The politics and government are the backdrop and the context within which to understand the narrative. The government and the family are also posed as mirrors of one another; if the government is in disarray, the family is in disarray. The instability of political power/structure is reflected in the instability of the family unit. Paternity, just as leadership, cannot be determined or fixed during Afghanistan's turbulent history. This book is about people, and less about governments, but in order to understand those people, we need to understand how politics and government shape their identities and how they relate to each other.
[...] He does so by standing up to the Taliban, the perpetrator of his childhood trauma, and the past in general. Assef's attack of Hassan is fueled by politics. Assef admires Adolf Hitler. Assef resembles the Aryan dream that drove Hitler to perform countless crimes against humanity. Assef is an ethnic purist. Assef is a pervert, a sadist, a predator, a coward, and a closeted homosexual. In Kabul during the 1970's, there were many leftist groups. Many of those groups appealed to ethnic minorities, like the Shi'a; Hassan and Ali were Shi'a. [...]
[...] His kite, his story, is the only one left in the sky, sustained by Hassan and Sohrab, his devoted family of kite runners. Kite running can be both dazzling and graceful; it can also be harsh and competitive. Kite running is a sport. It is also a metaphor. Successful kite-running depends on teamwork. It depends on a strange intuition between the flyer and runner, and between the runner and the kite. Kite running is a metaphor for life. An individual cannot successfully navigate through life alone. [...]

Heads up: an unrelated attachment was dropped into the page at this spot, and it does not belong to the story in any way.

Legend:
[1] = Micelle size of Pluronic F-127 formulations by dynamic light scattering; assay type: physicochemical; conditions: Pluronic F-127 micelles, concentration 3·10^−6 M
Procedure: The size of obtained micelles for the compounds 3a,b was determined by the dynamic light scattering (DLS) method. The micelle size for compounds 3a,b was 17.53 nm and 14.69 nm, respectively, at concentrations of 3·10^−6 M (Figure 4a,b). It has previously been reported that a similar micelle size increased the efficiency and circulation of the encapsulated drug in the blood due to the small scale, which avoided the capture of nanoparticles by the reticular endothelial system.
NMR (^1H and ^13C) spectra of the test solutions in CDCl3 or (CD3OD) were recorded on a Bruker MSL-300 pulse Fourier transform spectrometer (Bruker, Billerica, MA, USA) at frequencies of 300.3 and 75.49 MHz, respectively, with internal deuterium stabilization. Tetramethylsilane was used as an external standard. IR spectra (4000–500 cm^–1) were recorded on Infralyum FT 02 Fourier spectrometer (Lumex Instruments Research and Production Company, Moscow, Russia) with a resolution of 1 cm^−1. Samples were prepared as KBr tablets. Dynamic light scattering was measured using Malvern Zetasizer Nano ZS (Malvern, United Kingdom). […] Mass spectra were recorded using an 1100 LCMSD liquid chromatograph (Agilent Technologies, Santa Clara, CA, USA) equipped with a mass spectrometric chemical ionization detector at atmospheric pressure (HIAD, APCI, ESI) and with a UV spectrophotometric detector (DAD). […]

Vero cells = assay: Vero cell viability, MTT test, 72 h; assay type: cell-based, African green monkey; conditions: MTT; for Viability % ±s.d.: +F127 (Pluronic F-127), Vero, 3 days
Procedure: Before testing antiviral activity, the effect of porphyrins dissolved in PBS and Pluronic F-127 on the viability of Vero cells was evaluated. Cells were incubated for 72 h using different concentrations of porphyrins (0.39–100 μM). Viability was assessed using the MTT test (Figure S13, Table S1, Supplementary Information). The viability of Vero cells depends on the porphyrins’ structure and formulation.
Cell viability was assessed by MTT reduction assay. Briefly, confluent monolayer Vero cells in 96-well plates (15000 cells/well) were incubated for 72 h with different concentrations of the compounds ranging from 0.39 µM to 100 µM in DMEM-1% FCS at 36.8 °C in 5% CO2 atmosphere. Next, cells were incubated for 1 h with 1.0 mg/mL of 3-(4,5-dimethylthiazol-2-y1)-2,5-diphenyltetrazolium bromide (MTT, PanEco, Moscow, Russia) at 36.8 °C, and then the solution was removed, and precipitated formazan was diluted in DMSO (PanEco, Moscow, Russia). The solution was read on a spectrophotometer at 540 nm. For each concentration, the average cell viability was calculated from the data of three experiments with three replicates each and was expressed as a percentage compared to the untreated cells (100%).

[...] As a Taliban leader, Assef makes his sadism a spectacle and a tool of fear in the community. During halftime of a soccer game, Assef has a man and woman stoned to death for adultery. His politics condone and promote his behavior. The universal law of the novel gets Assef when Sohrab shoots his eye out with a slingshot. Assef becomes enraged when Amir laughs at the beating he inflicts upon him. As a sadist, Assef gets off on the pain of others. [...]
[...] Despite Hassan's poverty, despite his life as a servant, despite his illiteracy and disabled father, despite his beauty spoiled by a mark of the third world, Hassan has the fortitude to stand up for what he believes in, despite the size or power of his opponent. Thus, Baba treats Hassan with more love for having in abundance the quality Amir crucially lacks. Amir is painfully estranged from his father because Baba both irrationally blames and is disgusted by Amir's inability to defend himself, and how his birth resulted in the death of Amir's mother and Baba's wife. [...]
[...] After preaching how theft is the most heinous of sins, he forgives Hassan for allegedly stealing objects of great material and sentimental value from him. He blames Amir for his wife's death. He blames, if only unconsciously, Amir for Ali and Hassan's departure from their home. Baba is disappointed when Amir follows his dreams and majors in English in college. Baba continues to keep Amir from happiness when he interferes with Amir and Soraya's courtship. It is not until Baba is nearly on his deathbed with inoperable lung cancer, that he cooperates to see the two married. [...]
using our reader.